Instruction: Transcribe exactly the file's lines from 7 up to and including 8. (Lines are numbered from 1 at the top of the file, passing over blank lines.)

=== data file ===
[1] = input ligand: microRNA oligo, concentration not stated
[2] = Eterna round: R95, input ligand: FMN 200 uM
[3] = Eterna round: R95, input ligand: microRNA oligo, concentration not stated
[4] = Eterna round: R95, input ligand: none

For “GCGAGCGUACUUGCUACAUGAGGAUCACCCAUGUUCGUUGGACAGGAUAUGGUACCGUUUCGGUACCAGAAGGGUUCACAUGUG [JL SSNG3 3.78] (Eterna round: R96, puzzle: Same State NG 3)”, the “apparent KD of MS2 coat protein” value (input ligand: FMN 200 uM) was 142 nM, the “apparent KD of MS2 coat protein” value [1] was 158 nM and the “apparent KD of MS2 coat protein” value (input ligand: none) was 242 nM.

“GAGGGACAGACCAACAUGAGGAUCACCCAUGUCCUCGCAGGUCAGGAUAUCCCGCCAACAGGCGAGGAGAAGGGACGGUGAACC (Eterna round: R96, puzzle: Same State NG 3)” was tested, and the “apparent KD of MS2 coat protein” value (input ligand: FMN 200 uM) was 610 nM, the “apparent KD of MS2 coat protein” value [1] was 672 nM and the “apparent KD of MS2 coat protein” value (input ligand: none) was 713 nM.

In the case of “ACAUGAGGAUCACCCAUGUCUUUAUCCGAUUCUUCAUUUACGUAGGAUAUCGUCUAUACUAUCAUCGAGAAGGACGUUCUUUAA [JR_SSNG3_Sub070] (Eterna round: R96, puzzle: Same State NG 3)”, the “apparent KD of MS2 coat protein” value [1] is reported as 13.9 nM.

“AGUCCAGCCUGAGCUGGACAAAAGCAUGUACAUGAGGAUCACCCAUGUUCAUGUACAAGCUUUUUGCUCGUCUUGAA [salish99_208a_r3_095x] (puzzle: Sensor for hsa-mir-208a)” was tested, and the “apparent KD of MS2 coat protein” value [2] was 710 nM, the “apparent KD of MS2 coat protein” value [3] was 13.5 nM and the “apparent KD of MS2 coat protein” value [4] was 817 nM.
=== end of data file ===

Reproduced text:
In the case of “ACAUGAGGAUCACCCAUGUCUUUAUCCGAUUCUUCAUUUACGUAGGAUAUCGUCUAUACUAUCAUCGAGAAGGACGUUCUUUAA [JR_SSNG3_Sub070] (Eterna round: R96, puzzle: Same State NG 3)”, the “apparent KD of MS2 coat protein” value [1] is reported as 13.9 nM.

“AGUCCAGCCUGAGCUGGACAAAAGCAUGUACAUGAGGAUCACCCAUGUUCAUGUACAAGCUUUUUGCUCGUCUUGAA [salish99_208a_r3_095x] (puzzle: Sensor for hsa-mir-208a)” was tested, and the “apparent KD of MS2 coat protein” value [2] was 710 nM, the “apparent KD of MS2 coat protein” value [3] was 13.5 nM and the “apparent KD of MS2 coat protein” value [4] was 817 nM.